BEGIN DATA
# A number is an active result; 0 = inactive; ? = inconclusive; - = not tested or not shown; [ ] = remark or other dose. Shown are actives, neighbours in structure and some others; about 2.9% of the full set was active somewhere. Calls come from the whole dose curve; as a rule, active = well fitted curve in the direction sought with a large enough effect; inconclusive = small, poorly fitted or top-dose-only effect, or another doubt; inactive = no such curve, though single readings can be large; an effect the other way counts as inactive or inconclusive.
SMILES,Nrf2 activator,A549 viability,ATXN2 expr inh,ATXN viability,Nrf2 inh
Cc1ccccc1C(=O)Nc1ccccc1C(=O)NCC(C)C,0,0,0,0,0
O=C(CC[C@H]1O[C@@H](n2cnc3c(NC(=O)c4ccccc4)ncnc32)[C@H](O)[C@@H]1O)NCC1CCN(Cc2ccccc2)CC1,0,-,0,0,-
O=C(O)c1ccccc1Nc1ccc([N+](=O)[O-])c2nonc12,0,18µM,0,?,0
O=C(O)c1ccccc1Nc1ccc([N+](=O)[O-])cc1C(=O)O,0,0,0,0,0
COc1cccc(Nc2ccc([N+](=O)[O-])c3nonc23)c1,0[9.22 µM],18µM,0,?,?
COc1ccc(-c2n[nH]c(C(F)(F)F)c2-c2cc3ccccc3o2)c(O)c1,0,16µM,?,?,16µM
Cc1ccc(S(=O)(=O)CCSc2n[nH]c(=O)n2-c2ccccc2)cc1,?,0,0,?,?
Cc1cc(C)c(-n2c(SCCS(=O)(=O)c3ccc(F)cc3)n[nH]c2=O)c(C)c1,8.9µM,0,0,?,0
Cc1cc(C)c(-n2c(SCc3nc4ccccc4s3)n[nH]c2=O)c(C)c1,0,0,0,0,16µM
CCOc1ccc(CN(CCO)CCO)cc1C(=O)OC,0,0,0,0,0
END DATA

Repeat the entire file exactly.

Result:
# A number is an active result; 0 = inactive; ? = inconclusive; - = not tested or not shown; [ ] = remark or other dose. Shown are actives, neighbours in structure and some others; about 2.9% of the full set was active somewhere. Calls come from the whole dose curve; as a rule, active = well fitted curve in the direction sought with a large enough effect; inconclusive = small, poorly fitted or top-dose-only effect, or another doubt; inactive = no such curve, though single readings can be large; an effect the other way counts as inactive or inconclusive.
SMILES,Nrf2 activator,A549 viability,ATXN2 expr inh,ATXN viability,Nrf2 inh
Cc1ccccc1C(=O)Nc1ccccc1C(=O)NCC(C)C,0,0,0,0,0
O=C(CC[C@H]1O[C@@H](n2cnc3c(NC(=O)c4ccccc4)ncnc32)[C@H](O)[C@@H]1O)NCC1CCN(Cc2ccccc2)CC1,0,-,0,0,-
O=C(O)c1ccccc1Nc1ccc([N+](=O)[O-])c2nonc12,0,18µM,0,?,0
O=C(O)c1ccccc1Nc1ccc([N+](=O)[O-])cc1C(=O)O,0,0,0,0,0
COc1cccc(Nc2ccc([N+](=O)[O-])c3nonc23)c1,0[9.22 µM],18µM,0,?,?
COc1ccc(-c2n[nH]c(C(F)(F)F)c2-c2cc3ccccc3o2)c(O)c1,0,16µM,?,?,16µM
Cc1ccc(S(=O)(=O)CCSc2n[nH]c(=O)n2-c2ccccc2)cc1,?,0,0,?,?
Cc1cc(C)c(-n2c(SCCS(=O)(=O)c3ccc(F)cc3)n[nH]c2=O)c(C)c1,8.9µM,0,0,?,0
Cc1cc(C)c(-n2c(SCc3nc4ccccc4s3)n[nH]c2=O)c(C)c1,0,0,0,0,16µM
CCOc1ccc(CN(CCO)CCO)cc1C(=O)OC,0,0,0,0,0